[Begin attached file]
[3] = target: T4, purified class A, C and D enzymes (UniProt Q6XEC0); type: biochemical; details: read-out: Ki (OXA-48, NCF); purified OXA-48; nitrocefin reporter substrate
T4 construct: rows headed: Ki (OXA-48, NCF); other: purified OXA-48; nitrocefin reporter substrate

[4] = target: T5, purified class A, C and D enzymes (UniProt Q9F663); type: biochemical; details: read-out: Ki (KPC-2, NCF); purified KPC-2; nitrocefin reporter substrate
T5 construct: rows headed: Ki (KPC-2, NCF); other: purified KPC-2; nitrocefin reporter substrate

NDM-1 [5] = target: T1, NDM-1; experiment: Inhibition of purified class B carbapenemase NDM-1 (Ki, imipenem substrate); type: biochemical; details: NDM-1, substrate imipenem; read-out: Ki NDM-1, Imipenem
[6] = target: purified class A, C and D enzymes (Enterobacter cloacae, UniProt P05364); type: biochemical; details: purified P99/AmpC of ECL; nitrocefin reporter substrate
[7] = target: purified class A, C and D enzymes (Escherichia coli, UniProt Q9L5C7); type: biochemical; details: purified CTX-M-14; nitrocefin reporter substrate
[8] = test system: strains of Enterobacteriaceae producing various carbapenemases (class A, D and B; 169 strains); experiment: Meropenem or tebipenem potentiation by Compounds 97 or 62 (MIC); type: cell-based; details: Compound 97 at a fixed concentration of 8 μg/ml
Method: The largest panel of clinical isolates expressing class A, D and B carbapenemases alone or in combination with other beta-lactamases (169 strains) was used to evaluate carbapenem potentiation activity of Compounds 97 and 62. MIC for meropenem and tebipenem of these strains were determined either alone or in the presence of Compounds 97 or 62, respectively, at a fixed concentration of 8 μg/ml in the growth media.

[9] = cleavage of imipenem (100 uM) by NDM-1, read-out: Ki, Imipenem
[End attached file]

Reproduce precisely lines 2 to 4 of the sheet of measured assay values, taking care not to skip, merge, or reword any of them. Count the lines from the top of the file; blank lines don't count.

T4 construct: rows headed: Ki (OXA-48, NCF); other: purified OXA-48; nitrocefin reporter substrate

[4] = target: T5, purified class A, C and D enzymes (UniProt Q9F663); type: biochemical; details: read-out: Ki (KPC-2, NCF); purified KPC-2; nitrocefin reporter substrate
T5 construct: rows headed: Ki (KPC-2, NCF); other: purified KPC-2; nitrocefin reporter substrate